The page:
enhanced] DD-B

Book Note: Ken MacLeod, The Execution Channel

I read this book about 22-Apr-2007. This is the first time I've read this book. The book is copyright 2007. This note was last modified Tuesday, 01-May-2007 22:38:29 PDT.

This note contains spoilers for the book.


Due out in June 2007, so very soon now. This is an advanced reading copy, courtesy of Tor books (at the Minicon dead dog, to be precise).

It's strange alternate history, among other things. That background isn't important, but bits are amusing. I believe Bush wasn't elected, but we ended up in Iraq anyway, even though Clinton killed bin Laden with that cruise missile, which he's still getting grief for. And it's overrun with tasty conspiracy goodness (which I'm actually not very fond of).

A coordinated attack on a bunch of oil refineries and motorway interchanges, combined with what appears to be a nuclear detonation at an "RAF" base (actually being used by the Americans) looks like the start of the next Big One. Some French agents have additional knowledge, and the children of one of them have additional knowledge, and bloggers have interesting knowledge. And agents are actively working to spread disinformation, especially to the bloggers. Overall it's actually kind of a fun romp.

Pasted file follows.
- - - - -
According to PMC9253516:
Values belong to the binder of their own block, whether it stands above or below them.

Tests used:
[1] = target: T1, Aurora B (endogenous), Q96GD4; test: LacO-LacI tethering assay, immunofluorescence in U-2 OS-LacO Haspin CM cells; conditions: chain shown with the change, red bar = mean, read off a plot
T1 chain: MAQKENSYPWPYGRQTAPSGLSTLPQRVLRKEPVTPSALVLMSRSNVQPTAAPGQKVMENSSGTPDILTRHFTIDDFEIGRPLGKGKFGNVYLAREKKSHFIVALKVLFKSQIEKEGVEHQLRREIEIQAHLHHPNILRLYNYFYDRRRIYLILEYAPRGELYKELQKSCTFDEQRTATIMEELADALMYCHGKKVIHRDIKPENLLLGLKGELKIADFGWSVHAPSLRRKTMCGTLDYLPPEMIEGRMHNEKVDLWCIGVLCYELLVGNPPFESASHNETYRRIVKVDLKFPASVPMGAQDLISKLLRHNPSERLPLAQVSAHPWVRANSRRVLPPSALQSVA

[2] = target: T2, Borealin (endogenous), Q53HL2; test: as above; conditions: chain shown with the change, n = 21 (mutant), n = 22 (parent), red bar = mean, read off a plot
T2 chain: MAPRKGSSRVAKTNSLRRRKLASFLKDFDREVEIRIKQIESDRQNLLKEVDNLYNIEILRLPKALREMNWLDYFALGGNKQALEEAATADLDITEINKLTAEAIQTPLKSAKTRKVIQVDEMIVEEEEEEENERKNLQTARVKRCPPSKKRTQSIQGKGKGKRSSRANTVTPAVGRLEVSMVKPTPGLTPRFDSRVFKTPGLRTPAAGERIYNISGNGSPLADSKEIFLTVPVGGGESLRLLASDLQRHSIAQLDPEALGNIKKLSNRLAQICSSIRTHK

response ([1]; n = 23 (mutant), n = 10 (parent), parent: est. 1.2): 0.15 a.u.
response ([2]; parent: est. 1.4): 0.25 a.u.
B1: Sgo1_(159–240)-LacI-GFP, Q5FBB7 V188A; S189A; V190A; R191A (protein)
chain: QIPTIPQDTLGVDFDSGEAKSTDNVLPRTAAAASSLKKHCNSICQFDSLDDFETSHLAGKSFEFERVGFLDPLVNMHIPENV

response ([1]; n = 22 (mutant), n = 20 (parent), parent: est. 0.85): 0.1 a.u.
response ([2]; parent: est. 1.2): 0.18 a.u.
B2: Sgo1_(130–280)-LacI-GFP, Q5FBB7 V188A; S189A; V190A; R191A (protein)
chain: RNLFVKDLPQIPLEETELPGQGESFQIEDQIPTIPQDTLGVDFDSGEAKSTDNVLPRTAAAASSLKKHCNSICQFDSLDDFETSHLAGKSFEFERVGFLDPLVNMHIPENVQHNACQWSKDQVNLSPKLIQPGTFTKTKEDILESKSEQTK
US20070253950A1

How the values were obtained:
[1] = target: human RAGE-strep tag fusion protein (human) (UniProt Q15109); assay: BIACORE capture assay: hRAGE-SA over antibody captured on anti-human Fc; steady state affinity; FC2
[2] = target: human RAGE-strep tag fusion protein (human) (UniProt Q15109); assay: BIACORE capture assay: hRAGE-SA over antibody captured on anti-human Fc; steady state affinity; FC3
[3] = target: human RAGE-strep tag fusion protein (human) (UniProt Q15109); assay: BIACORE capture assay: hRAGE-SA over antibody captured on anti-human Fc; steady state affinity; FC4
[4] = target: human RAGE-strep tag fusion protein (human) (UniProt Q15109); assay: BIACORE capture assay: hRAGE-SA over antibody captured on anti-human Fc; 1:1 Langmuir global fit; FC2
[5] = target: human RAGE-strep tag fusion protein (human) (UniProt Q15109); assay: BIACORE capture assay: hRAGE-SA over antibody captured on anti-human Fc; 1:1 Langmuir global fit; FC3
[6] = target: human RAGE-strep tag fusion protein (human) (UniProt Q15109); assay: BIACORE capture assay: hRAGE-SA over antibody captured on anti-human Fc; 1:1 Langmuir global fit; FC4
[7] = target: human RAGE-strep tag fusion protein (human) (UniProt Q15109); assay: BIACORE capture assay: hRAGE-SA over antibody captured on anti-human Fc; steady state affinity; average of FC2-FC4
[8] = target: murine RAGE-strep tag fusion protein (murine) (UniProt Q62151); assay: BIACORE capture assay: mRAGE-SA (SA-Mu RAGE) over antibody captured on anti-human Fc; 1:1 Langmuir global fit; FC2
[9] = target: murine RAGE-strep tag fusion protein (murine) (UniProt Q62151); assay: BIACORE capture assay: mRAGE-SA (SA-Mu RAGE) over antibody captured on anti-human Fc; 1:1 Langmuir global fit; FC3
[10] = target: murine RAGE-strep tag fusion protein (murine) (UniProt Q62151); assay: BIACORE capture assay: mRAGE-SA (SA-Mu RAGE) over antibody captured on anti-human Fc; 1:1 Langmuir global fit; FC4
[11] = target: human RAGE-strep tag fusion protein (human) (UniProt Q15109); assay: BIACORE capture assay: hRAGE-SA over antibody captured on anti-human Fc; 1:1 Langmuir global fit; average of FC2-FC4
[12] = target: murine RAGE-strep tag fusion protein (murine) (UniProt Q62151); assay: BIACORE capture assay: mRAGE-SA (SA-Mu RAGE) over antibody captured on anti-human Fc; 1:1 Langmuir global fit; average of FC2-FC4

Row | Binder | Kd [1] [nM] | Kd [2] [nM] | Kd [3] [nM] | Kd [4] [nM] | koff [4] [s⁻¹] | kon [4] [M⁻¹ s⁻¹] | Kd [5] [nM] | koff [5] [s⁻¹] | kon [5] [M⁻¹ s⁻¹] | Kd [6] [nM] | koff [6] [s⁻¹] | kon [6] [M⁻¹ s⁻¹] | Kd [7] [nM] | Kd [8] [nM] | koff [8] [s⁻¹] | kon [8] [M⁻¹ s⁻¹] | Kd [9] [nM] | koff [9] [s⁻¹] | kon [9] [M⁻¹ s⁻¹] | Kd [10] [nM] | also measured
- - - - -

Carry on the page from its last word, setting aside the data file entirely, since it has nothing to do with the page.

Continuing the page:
What actually blew up was an experimental physics device captured from the Chinese. And at the end of the book, they send a batch of cities to the moon and back on their spindizzies (called that in the novel, with a formal nod to James Blish).

The titular "execution channel" is a worldwide satellite TV channel, actually run by the Chinese by way of artificial intelligence chips in surveillance cameras which send copies of execution videos to headquarters. And nobody has ever caught them at this. The viewpoint would identify the camera it was taken with, and every security organization would go apeshit over the security violation. Also would probably have good enough procedures in place that the camera couldn't actually phone home. And it's not that important to the book. So that was a bit of a disbelief dis-suspender.

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David Dyer-Bennet